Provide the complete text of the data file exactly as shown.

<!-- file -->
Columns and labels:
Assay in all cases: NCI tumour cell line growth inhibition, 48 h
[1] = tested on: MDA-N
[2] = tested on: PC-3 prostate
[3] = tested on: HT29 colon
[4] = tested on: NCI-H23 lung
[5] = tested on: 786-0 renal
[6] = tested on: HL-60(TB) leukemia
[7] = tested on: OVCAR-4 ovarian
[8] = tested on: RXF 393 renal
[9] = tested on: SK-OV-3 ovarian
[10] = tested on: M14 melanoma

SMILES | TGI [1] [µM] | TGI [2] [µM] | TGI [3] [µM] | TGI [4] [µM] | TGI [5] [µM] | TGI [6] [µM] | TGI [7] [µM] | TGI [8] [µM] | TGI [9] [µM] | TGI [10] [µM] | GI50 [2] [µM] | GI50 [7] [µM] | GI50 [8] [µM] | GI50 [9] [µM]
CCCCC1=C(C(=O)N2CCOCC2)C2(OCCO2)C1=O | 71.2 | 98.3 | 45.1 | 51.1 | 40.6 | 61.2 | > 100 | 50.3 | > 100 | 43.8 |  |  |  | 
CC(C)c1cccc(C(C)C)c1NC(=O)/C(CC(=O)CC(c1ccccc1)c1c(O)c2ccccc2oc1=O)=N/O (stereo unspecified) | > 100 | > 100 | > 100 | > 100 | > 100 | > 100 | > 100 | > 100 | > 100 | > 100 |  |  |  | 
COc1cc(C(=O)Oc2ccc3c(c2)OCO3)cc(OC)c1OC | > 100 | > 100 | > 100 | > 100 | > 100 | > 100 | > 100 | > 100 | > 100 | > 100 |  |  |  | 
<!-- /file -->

Columns and labels:
Assay in all cases: NCI tumour cell line growth inhibition, 48 h
[1] = tested on: MDA-N
[2] = tested on: PC-3 prostate
[3] = tested on: HT29 colon
[4] = tested on: NCI-H23 lung
[5] = tested on: 786-0 renal
[6] = tested on: HL-60(TB) leukemia
[7] = tested on: OVCAR-4 ovarian
[8] = tested on: RXF 393 renal
[9] = tested on: SK-OV-3 ovarian
[10] = tested on: M14 melanoma

SMILES | TGI [1] [µM] | TGI [2] [µM] | TGI [3] [µM] | TGI [4] [µM] | TGI [5] [µM] | TGI [6] [µM] | TGI [7] [µM] | TGI [8] [µM] | TGI [9] [µM] | TGI [10] [µM] | GI50 [2] [µM] | GI50 [7] [µM] | GI50 [8] [µM] | GI50 [9] [µM]
CCCCC1=C(C(=O)N2CCOCC2)C2(OCCO2)C1=O | 71.2 | 98.3 | 45.1 | 51.1 | 40.6 | 61.2 | > 100 | 50.3 | > 100 | 43.8 |  |  |  | 
CC(C)c1cccc(C(C)C)c1NC(=O)/C(CC(=O)CC(c1ccccc1)c1c(O)c2ccccc2oc1=O)=N/O (stereo unspecified) | > 100 | > 100 | > 100 | > 100 | > 100 | > 100 | > 100 | > 100 | > 100 | > 100 |  |  |  | 
COc1cc(C(=O)Oc2ccc3c(c2)OCO3)cc(OC)c1OC | > 100 | > 100 | > 100 | > 100 | > 100 | > 100 | > 100 | > 100 | > 100 | > 100 |  |  |  | 